New city ordinance stops fire damage liability

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In other action

• Introduced an ordinance to handle the issue of privately-owned fire hydrants.

• Set a public hearing date for a rezoning issue to allow Walgreens to build at Victory Way and Green St.

• Heard a request to purchase new sanders for new city dump trucks.

• Transferred liquor license held by Eastside Liquor at 539 Victory Way to Jimmy D's Inc. to new party.

— The City Council - six weeks after discovering some housing divisions, apartment complexes and businesses in Craig have privately-owned fire hydrants - introduced an ordinance requiring those hydrants be maintained and operable in accordance with the city's fire code.

The issue was brought to the attention of the council and City Manager Jim Ferree when the Homeowner's Association for Country Club Heights on the east side of town requested the city take over two hydrants on its property. Both are considered unreliable, and one is covered in a hood to keep firefighters from using it.

The city estimates there are 53 private hydrants in Craig.

The ordinance states that the city is to bring in outside consultants to conduct further evaluations of all the private hydrants.

Current plans are to send notices of what steps need to be taken in the case of each private hydrant. Steps can range from a color-coding system for the Fire Department to easily identify working city hydrants, to removal of a non-working private hydrant that is within a working distance to a city hydrant.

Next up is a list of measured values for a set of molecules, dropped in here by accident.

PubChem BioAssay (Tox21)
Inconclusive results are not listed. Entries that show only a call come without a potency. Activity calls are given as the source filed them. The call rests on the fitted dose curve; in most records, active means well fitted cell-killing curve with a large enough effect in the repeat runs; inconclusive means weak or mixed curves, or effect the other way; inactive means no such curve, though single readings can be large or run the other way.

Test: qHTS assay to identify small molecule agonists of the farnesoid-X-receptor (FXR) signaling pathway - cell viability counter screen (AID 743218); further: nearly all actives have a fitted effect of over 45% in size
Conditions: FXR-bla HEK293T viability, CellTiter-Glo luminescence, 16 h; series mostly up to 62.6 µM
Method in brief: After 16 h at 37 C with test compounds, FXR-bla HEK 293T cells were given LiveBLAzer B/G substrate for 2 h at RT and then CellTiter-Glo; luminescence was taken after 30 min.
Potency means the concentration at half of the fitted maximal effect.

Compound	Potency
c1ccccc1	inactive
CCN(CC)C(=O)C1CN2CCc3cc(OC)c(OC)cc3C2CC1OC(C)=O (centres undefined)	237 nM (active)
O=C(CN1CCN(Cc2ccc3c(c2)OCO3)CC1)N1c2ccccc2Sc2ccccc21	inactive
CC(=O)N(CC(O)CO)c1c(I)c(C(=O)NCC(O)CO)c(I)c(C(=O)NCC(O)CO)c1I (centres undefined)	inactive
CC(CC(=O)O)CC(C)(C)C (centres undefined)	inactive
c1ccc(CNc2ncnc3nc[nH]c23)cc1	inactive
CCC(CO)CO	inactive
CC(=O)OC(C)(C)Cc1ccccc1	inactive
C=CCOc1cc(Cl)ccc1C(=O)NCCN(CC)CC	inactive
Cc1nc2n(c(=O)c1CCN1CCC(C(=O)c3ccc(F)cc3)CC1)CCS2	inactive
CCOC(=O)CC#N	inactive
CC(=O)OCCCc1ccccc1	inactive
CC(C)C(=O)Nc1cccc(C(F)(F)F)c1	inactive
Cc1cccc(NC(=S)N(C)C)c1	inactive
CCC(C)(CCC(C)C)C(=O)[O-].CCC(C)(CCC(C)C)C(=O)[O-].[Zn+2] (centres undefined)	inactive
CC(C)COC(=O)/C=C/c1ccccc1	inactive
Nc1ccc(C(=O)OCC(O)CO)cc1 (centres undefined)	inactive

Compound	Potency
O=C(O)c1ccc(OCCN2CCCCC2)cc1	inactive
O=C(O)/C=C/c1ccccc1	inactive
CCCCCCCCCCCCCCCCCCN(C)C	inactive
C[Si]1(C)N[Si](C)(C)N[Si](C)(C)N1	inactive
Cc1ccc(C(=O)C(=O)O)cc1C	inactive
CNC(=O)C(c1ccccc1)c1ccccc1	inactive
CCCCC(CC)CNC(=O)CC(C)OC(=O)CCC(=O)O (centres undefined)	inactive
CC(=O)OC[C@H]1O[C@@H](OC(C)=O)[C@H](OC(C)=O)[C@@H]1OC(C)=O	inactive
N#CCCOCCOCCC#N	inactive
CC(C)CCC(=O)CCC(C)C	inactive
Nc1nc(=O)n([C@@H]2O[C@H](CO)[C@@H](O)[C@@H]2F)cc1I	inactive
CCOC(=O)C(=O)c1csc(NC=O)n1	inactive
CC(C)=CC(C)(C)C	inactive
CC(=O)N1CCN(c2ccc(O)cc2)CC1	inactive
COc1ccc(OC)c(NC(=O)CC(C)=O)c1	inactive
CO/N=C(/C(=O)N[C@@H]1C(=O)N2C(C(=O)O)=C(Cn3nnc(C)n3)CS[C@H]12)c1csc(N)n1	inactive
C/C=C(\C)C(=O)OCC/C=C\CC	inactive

Councilor Bill Johnston, who also serves as Craig Fire/Rescue deputy chief, suggested the language of the ordinance needed to place liability for fire damage with the private hydrant owners if a working city hydrant is too far away to use.

Ferree suggested the city take responsibility for checking hydrant operability, and would require owners to bring their own hydrants to code. Owners who remain in noncompliance would have a lean placed against their property.

"It would be in their own best interest, and a tenant's interest, to make sure everything is working," Ferree said.

He estimated it would cost $1,500 to $1,700 for parts to fully replace a hydrant and underground pipes, and labor would be extra.

The City Council needs to meet twice more to discuss the ordinance before it can pass into law.

In other news, a public hearing date was set for 6 p.m. Aug. 20 for the Craig Planning and Zoning Commission to discuss rezoning a space in the Green Tree Business Park on Victory Way. If rezoning is approved, it would clear the way for Walgreens to build a store on the southwest corner of Victory and Green Street.

The city council will hear the proposal at 7:30 p.m. Aug. 28.

Randy Call, Road and Bridge and Refuse director for Craig, requested the city buy two sanders for two new city dump trucks from Kois Brothers, the only Colorado distributor based out of Denver.

The total cost for the sanders is $16,690, lower than the initial projection in the 2007 budget of about $24,500. The sanders are expected to arrive in six to 12 weeks, before the winter season.

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